Shark Tank judges Steve Baxter and Janine Allis targeted in fake Bitcoin trading advertisements

Shark Tank Australia

A number of fake online advertisements for Bitcoin and cryptocurrency trading platforms have been fraudulently impersonating judges and investors on Channel Ten’s Shark Tank, with judge Steve Baxter warning followers on Twitter the ads are a “scam”.

Baxter posted a link to a fake news article earlier this week, titled “The Biggest Deal In Shark Tank History, That Can Make YOU Rich In Just 7 Days! (Seriously)”, which appears as a full page advertisement on celebrity news and entertainment blog The World of Fame.

The advertisement claims judges Glen Richards and Baxter engaged in a “bidding war” over online Bitcoin trading and purchasing business Bitcoin Trader, with a fake deal for $2.5 million for 20% of the company outlined. Boost Juice founder Janine Allis was also roped into the scam, with the fake article claiming the shark bought $250 worth of Bitcoin during the pitch, before seeing it increase in value $73 just three minutes later.

The fake article also included a number of illegitimate quotes attributed to the sharks and various supposed Bitcoin Trader users.

“I’m still in shock, I deposited $250 live on the show and it immediately returned a $73.18 profit after just 3 minutes. That is the biggest and fastest return I’ve ever seen after 3 minutes. This thing is legit,” the article claims Allis said.

“Bitcoin Trader has been the greatest investment I’ve ever made! The business has been growing at over 2,400% this year alone. And as a user of the platform, my Bitcoin trading profits have increased by 320% on virtual autopilot,” Baxter did also not say (and has likely never said at any point).

A screenshot of the fake article targeting the Shark Tank judges.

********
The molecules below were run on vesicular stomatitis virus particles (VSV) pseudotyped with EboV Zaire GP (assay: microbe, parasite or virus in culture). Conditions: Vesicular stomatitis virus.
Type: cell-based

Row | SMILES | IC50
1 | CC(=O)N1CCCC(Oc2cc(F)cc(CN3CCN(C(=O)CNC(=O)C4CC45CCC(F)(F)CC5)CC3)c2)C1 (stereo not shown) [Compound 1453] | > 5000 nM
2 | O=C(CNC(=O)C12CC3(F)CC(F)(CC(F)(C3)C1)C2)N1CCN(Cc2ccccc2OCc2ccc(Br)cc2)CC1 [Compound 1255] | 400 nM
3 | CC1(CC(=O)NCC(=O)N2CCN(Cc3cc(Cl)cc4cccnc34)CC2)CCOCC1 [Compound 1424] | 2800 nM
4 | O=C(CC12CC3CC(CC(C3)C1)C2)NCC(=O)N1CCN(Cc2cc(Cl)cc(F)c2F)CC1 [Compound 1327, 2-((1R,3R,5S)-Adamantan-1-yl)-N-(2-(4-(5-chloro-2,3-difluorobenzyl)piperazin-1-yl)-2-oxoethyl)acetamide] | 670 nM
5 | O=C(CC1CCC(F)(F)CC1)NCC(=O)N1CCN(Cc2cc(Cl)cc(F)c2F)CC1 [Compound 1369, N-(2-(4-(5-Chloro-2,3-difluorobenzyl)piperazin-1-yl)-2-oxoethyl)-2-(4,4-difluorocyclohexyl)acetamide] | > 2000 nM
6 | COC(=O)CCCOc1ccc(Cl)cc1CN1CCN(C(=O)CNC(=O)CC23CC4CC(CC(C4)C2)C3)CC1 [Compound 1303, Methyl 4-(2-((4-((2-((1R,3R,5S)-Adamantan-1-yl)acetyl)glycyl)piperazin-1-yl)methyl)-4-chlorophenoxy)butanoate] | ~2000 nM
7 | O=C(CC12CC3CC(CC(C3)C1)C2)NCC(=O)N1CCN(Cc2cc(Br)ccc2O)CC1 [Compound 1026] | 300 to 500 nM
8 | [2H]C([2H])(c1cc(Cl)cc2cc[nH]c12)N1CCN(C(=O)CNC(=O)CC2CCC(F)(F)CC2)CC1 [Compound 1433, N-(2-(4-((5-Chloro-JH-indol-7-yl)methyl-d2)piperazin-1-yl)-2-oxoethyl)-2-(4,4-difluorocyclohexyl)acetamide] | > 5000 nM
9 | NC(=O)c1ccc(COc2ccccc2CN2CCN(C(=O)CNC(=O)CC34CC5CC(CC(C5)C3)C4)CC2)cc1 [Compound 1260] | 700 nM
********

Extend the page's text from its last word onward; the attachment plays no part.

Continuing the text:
This isn’t the first time Baxter has been impersonated in a scam online; earlier this year, he shared a LinkedIn post when a number of similar fake articles popped up online claiming Baxter was promoting a scheme for “getting rich quick from binary options”. Baxter expressed his outrage at being targeted in such a way, labelling those who execute such scams as “one evolutionary stage below pond scum”.

“It’s not just me; almost anybody with a high public profile gets caught in these scams and closing them down is like playing whack-a-mole — the buggers always pop up elsewhere (I have found out it sort of goes with the territory),” Baxter said presciently.

The Brisbane-based entrepreneur has also been targeted through scam ads that impersonated the SmartCompany website and claimed the entrepreneur was spruiking a similar Bitcoin-related scheme as “the big time”.

The fake ad that impersonated the SmartCompany website.

The use of Baxter as a fake-spokesperson for cryptocurrency-related schemes is curious, considering the investor has publicly said numerous times that he is skeptical of digital currencies, telling StartupSmart earlier this year the blockchain is “overhyped” and that hype is “dangerous”.

“The current blockchain situation is as dangerous as tulips were back in the middle ages,” he said.

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NOW READ: Shark Tank Bitcoin scam warnings continue as some fans say they were duped by the fake ads

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Don Hesh
Don Hesh
2 years ago

I went to that fake site from smart companies website. one of Taboola articles was connected to that spam site.

Don Hesh
Don Hesh
2 years ago

I went to that fake site from smart companies website. one of Taboola articles was connected to that spam site.

Michael Doherty
Michael Doherty
2 years ago

And there it is; an ad to a fake baxter piece, right here on the smart company website, on the article about him being the target of a scam! with the URL (note the double a). Websites with advertising (like this one) need better contracts in place with the ad brokers.

2 years ago

That isn’t an ad. That was placed there intentionally as an example. Note the text underneath that states “The fake ad that impersonated the SmartCompany website”.